Get Your Music Used in Film, TV, & Ads

We talked to Jay Sweet the other day about how music festivals can be launching pads for careers of new artists. This time around, Jay & George Howard discuss a subject many of you have said you want to hear more about: getting your music used in film/TV/ads.

Jay is one of the founders of Sweet & Doggett, a music supervision firm. Over the past ten years, he has worked with countless artists and movie/TV/ad producers to match music with moving images.  In this interview he offers some thoughts on getting started with having your music used, and what to do to increase the frequency of usages.

If you are in a hurry, here’s a quick summary of the key points:

1. Directors tend to be very loyal to their music supervisors
A director might forge a bond with a music supervisor or musician early on in his/her career, and then stick with those people for decades to come, as they get more successful.  So, one way to start is to make connections at local colleges where young filmmakers are just starting out, and offer to score their films for them for free.  Who knows, the person walking around on campus today might be the next Spielberg.

2. Create something to show
Grab a piece of film (or make your own video), and score it. Not only will this provide you with great practice, but it can become a calling card.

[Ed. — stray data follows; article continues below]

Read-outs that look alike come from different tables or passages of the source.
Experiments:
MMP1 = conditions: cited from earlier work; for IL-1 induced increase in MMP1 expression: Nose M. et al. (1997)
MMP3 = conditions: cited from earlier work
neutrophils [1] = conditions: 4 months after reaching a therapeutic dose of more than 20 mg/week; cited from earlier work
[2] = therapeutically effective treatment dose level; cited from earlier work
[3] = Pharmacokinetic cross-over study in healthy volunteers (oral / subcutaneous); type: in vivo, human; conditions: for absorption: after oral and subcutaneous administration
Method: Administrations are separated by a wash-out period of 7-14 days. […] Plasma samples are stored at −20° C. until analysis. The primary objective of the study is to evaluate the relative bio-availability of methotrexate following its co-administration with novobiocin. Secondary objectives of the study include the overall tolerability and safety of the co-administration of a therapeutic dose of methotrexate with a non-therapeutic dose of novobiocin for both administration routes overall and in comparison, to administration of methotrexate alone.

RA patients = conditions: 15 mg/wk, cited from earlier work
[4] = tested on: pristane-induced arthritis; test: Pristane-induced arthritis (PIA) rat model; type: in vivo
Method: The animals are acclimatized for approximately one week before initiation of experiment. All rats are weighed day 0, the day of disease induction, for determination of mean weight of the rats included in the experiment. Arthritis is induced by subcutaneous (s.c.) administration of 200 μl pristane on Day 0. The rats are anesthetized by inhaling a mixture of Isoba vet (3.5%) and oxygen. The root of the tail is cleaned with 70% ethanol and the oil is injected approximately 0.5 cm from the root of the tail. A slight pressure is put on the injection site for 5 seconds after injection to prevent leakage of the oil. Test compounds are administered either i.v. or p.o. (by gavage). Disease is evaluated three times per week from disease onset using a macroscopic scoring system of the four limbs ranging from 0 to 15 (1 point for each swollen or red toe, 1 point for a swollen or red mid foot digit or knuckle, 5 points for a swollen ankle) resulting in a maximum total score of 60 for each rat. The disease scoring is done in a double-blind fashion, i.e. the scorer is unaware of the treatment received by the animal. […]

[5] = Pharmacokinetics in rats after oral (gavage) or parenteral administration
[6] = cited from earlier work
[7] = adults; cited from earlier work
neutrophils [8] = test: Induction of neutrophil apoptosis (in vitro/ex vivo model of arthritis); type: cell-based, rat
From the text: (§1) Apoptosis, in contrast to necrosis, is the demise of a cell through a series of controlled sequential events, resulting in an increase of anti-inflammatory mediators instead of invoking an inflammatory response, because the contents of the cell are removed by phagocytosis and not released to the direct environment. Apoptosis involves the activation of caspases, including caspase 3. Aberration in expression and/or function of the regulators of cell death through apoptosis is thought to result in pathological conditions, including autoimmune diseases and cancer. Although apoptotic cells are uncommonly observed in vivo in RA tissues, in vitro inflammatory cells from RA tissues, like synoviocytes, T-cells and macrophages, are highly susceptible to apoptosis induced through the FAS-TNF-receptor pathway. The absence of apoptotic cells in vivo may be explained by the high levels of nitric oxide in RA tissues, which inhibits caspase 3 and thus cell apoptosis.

3. Know your values
While it seems most artists are eager to have their music used just about anywhere, this may not be true for you. Where would you not be comfortable having your music used, and where would you be thrilled for it to be used? Think about this before you talk to music supervisors.

4. Find the players
Once you’ve determined where you’d love to have your music used, find out who the key people are. Who is the producer of a project you’d love to get involved with, who is the music supervisor, etc.

5. Stand out
Easier said than done, of course. While knowing the players is key, don’t inundate them with emails or calls.  Instead, build up your profile:

    • Make sure you’re gigging a lot (ideally in places where these people might be, so you can invite them to your shows)
    • Work hard to get some social media buzz around your music (so these people might follow you on YouTube, Facebook, Twitter or Tumblr)
    • Make sure your music is up on iTunes, Spotify, Rdio and other places music supervisors might look you up
    • Try to get radio play in key areas (hint: just about every music supervisor listens to KCRW in Santa Monica)

(Editor’s Note: Let TuneCore Publishing Administration pitch your compositions for placements in film, TV, national advertising and more.)

George Howard is the Executive Vice President of Wolfgang’s Vault. Wolfgang’s Vault is the parent company of Concert Vault, Paste Magazine, and Daytrotter. Mr. Howard is an Associate Professor of Management at Berklee College of Music. Follow George on Twitter.

  • Esli

    I’ve done my own videos with my own music. I just found cool clips on YouTube then edited together with the music. This would be called a synch video. I am going to try and and score some films with my own music so I can send that to connects.

  • Esli
  • Esli

    And here is another one:

  • Esli

    Music supervisors, please consider my band’s music for film/tv/commercials. Here is an example of how well my music works with film or animation. I made this video with my bands song “Adele'”. I basically put the song over a video I found on youtube and I didn’t even have to edit it at all. Enjoy: